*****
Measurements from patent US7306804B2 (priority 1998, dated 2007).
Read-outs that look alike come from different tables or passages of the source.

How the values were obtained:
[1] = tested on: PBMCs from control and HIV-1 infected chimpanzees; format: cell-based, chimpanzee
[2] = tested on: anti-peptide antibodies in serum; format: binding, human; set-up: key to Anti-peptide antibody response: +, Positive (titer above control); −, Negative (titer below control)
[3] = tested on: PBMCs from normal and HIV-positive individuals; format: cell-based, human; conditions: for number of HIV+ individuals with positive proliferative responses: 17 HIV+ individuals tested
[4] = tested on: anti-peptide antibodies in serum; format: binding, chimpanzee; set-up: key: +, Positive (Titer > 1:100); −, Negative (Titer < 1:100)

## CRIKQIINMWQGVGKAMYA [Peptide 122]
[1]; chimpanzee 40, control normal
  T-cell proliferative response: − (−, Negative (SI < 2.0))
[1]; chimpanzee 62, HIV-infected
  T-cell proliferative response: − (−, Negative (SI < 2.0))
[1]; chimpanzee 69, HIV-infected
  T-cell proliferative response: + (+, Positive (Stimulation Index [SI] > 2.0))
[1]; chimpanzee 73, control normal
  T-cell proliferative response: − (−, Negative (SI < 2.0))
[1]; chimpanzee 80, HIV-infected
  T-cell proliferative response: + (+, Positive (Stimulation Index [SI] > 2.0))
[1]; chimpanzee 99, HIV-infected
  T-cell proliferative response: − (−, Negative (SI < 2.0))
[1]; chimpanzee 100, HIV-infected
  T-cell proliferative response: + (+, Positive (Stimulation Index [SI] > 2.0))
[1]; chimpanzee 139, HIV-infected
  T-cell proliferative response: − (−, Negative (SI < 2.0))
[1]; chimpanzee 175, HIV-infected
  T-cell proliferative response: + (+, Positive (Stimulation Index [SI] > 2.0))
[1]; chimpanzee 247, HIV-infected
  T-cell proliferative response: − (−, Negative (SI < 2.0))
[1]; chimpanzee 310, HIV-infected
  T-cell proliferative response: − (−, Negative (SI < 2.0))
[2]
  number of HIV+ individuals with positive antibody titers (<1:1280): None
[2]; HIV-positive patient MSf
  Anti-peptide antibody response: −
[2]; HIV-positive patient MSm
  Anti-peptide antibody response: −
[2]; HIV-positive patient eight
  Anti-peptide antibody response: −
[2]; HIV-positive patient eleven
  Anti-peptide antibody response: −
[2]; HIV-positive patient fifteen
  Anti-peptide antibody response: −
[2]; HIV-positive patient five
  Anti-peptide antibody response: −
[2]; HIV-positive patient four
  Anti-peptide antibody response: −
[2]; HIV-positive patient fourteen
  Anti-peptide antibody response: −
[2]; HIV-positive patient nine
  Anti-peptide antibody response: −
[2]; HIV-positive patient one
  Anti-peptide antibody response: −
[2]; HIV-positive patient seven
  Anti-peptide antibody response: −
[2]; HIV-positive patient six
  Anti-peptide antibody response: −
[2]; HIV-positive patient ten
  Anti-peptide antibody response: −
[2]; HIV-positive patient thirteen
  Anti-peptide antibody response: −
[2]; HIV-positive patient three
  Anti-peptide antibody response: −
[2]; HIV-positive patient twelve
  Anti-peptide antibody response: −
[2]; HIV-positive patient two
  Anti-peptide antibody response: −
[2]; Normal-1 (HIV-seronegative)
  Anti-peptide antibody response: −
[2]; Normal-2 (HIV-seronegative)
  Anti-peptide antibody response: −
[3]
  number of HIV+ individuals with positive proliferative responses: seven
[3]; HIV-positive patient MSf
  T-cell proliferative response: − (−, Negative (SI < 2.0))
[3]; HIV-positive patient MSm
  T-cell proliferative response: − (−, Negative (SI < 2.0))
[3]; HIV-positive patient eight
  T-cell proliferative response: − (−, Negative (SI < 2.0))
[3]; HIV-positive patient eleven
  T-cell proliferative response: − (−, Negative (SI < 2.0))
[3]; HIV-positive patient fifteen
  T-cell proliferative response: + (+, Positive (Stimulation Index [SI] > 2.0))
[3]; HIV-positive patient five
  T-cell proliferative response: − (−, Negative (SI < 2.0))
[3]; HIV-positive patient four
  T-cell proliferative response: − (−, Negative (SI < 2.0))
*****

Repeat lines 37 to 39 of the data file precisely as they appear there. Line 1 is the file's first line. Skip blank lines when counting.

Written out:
[2]; HIV-positive patient eight
  Anti-peptide antibody response: −
[2]; HIV-positive patient eleven